Apple doesn’t allow “sideloading” — that is, installing apps on a device without going through the app store — at all on its iOS devices. (The exceptions are enterprise certificates, mentioned above, and developers can install apps that they have compiled themselves using Xcode on a Mac.) Sideloading also implies that users can install third-party app stores, which are just apps that install other apps — neither Apple nor Google, for example, allow third-party app stores in their own app stores at all. Devices running Android do allow sideloading, though the feature is off by default. (Android users may be interested in installing F-Droid, which provides access to an extensive catalog of free and open source software.) However, Google’s solution is to allow users to install unsigned apps — which means there is no way to remotely disable sideloaded apps that turn out to be malicious. Apple’s Mac platform, however, points to a better approach than either iOS or Android currently follows — users should be able to sideload apps, but it should be significantly easier to sideloaded apps that are cryptographically signed by developers.
The signing requirement does not mean that signed apps get the same level of vetting as app store apps, but it does mean that malicious apps can be remotely disabled if they become known. App signing, like an app store, is still a centralized point of control, which still might create problems. To avoid this, there should be some provision for users to install unsigned apps, but this can be a more technically complicated process with more scary warnings, and unsigned apps could perhaps run in a more restrictive sandbox (for example, with fewer background processing privileges, no ability to install other apps, and no ability to gain access to a user’s location data, contacts, and calendars). Another approach would be to allow multiple entities to issue developer certificates instead of just the platform owner.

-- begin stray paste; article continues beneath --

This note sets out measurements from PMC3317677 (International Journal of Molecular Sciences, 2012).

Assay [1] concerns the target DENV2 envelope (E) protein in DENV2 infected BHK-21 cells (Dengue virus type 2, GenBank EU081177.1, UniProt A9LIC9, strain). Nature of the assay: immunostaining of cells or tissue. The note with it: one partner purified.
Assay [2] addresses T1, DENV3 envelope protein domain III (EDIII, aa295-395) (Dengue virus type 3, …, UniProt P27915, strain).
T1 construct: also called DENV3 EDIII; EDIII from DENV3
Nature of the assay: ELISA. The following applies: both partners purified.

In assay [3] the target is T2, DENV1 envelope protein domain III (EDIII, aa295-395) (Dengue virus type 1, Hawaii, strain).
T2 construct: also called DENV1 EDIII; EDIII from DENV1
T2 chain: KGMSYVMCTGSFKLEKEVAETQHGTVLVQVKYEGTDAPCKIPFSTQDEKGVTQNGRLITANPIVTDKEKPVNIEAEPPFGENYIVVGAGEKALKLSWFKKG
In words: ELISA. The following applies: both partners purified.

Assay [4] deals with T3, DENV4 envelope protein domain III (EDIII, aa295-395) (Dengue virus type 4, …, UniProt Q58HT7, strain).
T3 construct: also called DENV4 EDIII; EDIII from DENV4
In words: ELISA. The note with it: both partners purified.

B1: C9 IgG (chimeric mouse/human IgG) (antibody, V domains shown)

To be clear, sideloading (like web apps) simply creates a release valve of sorts — it does not by itself solve every competition issue with app stores. But it does ensure that no single company is an unavoidable gatekeeper for what apps a user might put on her phone. Apple has (often) been criticized for being overly censorious with its app store, disallowing content on controversial topics and “protecting” people from PG-13 content, even as it has music, video, and bookstores with much more hard-hitting material. In some respects, Apple should just chill out a little and allow people who are 18 and older to access content that makes some people squeamish. But sideloading and alternate app stores would allow Apple to curate its app store as it sees fit without putting an insurmountable barrier in front of customers and developers.
Apple has also been accused of somewhat more political (or at least, lobbying-based) censorship. Last year, Apple initially rejected an application designed to detect net neutrality violations on the grounds that it offered “no benefit to users.” This apparently political judgment raises grave concerns about maintaining a robust marketplace of ideas and potential problems of corporate censorship. Here again, sideloading would allow users to decide for themselves about the potential benefits of detecting potential net neutrality violations while allowing Apple to distance itself from any message or service it considered too controversial.
Eliminate in-app purchase rules for non-app content.